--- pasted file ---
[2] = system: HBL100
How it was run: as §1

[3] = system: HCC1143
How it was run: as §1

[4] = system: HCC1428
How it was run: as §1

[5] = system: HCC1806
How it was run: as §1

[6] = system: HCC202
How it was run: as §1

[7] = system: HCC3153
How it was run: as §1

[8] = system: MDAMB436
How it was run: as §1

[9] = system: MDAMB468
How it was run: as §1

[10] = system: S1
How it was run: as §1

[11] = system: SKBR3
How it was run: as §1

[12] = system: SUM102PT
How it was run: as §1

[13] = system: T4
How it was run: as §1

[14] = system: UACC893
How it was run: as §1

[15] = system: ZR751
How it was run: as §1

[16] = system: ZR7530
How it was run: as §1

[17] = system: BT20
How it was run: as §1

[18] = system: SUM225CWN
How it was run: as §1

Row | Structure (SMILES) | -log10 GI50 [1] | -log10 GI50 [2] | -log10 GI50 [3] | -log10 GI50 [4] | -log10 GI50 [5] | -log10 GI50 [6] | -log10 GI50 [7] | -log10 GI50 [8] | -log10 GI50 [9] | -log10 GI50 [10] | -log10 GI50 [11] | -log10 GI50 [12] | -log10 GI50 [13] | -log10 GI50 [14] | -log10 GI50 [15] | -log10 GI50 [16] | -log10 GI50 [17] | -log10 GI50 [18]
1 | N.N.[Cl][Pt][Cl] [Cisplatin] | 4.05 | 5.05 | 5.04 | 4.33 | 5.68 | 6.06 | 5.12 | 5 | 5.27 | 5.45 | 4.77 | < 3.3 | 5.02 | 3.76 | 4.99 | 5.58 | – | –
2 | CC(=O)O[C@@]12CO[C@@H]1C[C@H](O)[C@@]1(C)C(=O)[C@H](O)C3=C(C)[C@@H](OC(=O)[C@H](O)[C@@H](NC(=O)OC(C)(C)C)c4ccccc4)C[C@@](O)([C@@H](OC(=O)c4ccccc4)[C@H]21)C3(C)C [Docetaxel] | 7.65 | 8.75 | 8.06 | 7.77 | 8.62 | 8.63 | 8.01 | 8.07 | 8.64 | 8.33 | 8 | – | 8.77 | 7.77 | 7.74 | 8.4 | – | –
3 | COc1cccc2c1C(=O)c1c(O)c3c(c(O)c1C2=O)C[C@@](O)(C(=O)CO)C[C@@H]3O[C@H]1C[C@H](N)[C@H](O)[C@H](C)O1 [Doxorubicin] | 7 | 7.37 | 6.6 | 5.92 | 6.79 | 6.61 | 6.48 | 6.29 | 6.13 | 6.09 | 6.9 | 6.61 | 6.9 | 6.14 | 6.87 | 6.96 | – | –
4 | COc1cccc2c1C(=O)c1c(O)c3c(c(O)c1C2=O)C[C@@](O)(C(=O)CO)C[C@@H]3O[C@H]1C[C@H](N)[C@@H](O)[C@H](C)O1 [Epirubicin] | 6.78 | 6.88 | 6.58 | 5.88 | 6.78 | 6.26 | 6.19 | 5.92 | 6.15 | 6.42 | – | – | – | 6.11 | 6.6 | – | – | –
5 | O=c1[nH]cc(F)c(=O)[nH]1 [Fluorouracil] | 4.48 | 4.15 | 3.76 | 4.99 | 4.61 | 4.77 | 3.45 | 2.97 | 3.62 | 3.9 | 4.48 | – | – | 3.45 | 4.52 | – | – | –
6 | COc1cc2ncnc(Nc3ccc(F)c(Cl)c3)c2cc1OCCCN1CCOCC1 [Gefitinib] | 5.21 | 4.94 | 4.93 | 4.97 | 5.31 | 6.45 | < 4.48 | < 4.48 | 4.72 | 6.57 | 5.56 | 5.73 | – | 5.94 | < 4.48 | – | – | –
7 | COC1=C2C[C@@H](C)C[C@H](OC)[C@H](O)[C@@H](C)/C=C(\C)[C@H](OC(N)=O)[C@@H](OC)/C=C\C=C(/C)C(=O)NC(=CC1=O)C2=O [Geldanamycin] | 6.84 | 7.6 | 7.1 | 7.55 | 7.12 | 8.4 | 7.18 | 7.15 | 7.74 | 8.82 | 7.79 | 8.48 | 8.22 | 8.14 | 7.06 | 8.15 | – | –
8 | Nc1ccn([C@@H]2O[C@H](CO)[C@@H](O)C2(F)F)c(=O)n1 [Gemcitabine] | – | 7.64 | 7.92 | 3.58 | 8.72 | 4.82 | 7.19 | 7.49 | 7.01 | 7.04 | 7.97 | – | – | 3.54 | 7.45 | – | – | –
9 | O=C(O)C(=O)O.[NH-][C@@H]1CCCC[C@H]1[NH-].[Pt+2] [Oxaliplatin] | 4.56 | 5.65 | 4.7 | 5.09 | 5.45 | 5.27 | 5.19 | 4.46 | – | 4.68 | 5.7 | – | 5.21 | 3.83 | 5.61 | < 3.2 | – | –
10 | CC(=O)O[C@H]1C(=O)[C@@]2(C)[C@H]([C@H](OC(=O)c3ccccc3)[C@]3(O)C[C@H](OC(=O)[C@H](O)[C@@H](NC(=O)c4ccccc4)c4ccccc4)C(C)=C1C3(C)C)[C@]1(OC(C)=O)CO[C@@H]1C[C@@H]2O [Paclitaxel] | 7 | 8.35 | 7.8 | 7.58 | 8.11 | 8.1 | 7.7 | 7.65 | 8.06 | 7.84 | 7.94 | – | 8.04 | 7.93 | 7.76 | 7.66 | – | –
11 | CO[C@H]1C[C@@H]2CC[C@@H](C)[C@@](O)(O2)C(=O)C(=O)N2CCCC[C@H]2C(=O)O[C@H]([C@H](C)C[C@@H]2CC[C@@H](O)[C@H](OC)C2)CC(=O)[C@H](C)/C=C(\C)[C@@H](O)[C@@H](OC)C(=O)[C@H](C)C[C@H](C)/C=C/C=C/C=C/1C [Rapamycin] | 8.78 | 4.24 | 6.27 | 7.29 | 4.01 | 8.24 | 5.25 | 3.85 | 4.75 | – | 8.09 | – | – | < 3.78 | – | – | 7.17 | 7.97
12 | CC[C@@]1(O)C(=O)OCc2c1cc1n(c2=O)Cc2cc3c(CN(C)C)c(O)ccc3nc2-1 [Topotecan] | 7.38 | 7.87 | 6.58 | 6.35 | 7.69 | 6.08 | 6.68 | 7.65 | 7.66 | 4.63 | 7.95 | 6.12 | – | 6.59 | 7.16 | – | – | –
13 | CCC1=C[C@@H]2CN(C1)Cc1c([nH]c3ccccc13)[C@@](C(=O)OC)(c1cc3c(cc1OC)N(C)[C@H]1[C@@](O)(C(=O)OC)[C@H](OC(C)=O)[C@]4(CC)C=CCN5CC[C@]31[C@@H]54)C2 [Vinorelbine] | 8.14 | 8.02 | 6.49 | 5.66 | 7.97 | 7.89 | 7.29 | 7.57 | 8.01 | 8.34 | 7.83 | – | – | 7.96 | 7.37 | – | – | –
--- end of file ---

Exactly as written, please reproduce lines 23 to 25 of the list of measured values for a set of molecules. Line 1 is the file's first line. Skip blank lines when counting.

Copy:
[13] = system: T4
How it was run: as §1

[14] = system: UACC893